Natural Gas Rebounds as U.S. Winter Storm Moves Toward Northeast

Natural gas rose for the second time in three days as a winter storm that iced streets and crippled power lines in the U.S. South moved toward the Northeast, bolstering demand for heating fuels.

Futures increased as much as 2.7 percent in New York. The storm may bring as much as 12 inches (30 centimeters) of snow to New York City and more to its northern and western suburbs, the National Weather Service said. U.S. gas stockpiles probably shrank for a 13th week, according to a Bloomberg News survey of analysts before Energy Information Administration data today.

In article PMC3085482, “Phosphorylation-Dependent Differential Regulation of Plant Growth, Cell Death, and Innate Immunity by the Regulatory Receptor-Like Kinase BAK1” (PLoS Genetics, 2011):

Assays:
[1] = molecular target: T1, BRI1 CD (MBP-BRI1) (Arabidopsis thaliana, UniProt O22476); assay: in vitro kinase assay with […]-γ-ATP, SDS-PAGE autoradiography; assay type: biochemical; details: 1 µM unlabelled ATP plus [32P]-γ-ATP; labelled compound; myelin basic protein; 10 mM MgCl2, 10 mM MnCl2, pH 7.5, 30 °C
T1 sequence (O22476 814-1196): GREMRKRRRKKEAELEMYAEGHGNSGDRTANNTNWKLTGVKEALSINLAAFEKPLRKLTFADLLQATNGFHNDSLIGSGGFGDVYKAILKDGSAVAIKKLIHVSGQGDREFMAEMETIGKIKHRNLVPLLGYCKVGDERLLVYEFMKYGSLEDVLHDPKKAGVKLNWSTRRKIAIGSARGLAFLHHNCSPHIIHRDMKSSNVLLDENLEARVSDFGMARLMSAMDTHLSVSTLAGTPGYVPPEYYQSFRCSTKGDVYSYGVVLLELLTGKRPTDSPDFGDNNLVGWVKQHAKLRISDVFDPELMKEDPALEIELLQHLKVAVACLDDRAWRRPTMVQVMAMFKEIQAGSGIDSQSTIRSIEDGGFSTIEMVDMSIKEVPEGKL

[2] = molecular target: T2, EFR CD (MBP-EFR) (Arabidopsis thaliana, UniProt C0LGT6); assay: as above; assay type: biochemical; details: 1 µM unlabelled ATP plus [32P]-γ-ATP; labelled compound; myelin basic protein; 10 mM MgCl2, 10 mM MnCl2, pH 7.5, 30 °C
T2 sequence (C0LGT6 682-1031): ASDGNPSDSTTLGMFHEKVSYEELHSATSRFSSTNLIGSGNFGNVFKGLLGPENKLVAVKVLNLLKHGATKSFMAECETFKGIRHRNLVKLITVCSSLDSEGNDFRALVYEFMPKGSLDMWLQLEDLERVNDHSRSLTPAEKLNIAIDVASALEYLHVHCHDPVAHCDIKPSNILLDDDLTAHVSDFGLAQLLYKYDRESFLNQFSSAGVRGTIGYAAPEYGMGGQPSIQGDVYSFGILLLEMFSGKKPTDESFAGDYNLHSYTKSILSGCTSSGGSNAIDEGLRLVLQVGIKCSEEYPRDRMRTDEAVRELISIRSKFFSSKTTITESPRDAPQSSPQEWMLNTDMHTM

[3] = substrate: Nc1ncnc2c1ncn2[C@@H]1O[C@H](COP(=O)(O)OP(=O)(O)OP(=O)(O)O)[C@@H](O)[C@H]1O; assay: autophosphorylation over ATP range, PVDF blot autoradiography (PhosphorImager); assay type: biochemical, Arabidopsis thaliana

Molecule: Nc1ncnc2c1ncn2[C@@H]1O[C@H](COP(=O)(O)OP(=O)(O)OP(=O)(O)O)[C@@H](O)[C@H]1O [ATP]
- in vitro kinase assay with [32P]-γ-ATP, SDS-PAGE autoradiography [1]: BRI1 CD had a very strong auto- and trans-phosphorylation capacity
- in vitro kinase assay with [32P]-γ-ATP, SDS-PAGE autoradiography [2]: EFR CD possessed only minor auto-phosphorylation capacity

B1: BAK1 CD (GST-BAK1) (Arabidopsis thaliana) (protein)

Gas for March delivery climbed as much as 13.1 cents to $4.953 per million British thermal units in electronic trading on the New York Mercantile Exchange and was at $4.95 at 3:31 p.m. Singapore time. Prices have gained 17 percent this year.

Gas inventories are forecast to have decreased by 231 billion cubic feet in the week ended Feb. 7, according to the median estimate of 19 analysts surveyed by Bloomberg. That’s more than the five-year average drop of 162 billion.

Stockpiles have fallen 50 percent to 1.923 trillion cubic feet in the 12 weeks through Jan. 31. Supplies will decline to 1.33 trillion by the end of March, when the heating season draws to a close, the EIA, the Energy Department’s statistical arm, said in its monthly Short-Term Energy Outlook on Feb. 11.

An estimated 49 percent of U.S. households use the fuel for heating, with the largest users in the Midwest and the Northeast, EIA data show.

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To contact the editor responsible for this story: Yee Kai Pin at

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